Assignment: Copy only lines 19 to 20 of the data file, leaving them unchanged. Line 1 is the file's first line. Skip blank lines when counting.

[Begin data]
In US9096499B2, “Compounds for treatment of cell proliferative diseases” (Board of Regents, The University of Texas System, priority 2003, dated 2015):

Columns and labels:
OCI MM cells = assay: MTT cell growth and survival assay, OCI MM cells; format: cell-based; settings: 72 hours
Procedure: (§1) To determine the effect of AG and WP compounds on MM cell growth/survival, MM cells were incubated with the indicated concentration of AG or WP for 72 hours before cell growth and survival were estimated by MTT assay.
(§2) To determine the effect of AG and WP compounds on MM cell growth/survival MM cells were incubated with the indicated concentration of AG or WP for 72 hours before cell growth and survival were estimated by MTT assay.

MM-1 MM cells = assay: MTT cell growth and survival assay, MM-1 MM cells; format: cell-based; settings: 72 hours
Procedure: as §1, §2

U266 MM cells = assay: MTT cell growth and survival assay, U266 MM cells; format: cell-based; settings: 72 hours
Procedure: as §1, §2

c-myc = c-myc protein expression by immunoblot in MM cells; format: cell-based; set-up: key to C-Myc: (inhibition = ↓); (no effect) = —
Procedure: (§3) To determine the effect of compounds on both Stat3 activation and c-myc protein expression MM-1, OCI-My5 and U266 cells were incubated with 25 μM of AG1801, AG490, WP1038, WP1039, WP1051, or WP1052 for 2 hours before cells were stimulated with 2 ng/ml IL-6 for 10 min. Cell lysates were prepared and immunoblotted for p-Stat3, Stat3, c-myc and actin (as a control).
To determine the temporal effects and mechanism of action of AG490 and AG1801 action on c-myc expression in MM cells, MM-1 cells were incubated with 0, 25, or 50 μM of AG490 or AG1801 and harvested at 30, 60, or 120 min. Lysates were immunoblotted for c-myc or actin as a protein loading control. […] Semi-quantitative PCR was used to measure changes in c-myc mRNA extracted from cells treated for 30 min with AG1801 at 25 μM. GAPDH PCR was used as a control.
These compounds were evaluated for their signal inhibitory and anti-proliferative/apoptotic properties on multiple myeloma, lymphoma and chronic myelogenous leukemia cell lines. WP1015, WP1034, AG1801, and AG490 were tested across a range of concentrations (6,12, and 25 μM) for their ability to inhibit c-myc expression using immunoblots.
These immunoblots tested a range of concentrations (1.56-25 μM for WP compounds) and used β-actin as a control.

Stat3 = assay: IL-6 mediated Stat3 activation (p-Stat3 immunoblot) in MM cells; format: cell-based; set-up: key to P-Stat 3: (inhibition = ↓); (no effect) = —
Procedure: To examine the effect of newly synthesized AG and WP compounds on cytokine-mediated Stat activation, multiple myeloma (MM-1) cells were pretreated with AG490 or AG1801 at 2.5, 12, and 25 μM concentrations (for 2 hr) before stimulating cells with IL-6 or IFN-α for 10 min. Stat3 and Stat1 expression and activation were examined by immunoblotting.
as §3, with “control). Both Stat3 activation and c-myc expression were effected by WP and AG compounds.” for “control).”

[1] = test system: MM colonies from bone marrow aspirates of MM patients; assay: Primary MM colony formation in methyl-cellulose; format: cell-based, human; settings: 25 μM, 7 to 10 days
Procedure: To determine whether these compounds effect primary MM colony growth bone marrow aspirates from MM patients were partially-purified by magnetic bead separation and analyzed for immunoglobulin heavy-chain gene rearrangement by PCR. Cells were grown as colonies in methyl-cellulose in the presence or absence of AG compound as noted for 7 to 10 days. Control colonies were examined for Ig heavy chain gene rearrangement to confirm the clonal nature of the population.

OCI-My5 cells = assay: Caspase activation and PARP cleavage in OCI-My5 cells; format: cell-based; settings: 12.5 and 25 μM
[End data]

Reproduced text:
Procedure: To determine whether these compounds effect primary MM colony growth bone marrow aspirates from MM patients were partially-purified by magnetic bead separation and analyzed for immunoglobulin heavy-chain gene rearrangement by PCR. Cells were grown as colonies in methyl-cellulose in the presence or absence of AG compound as noted for 7 to 10 days. Control colonies were examined for Ig heavy chain gene rearrangement to confirm the clonal nature of the population.

OCI-My5 cells = assay: Caspase activation and PARP cleavage in OCI-My5 cells; format: cell-based; settings: 12.5 and 25 μM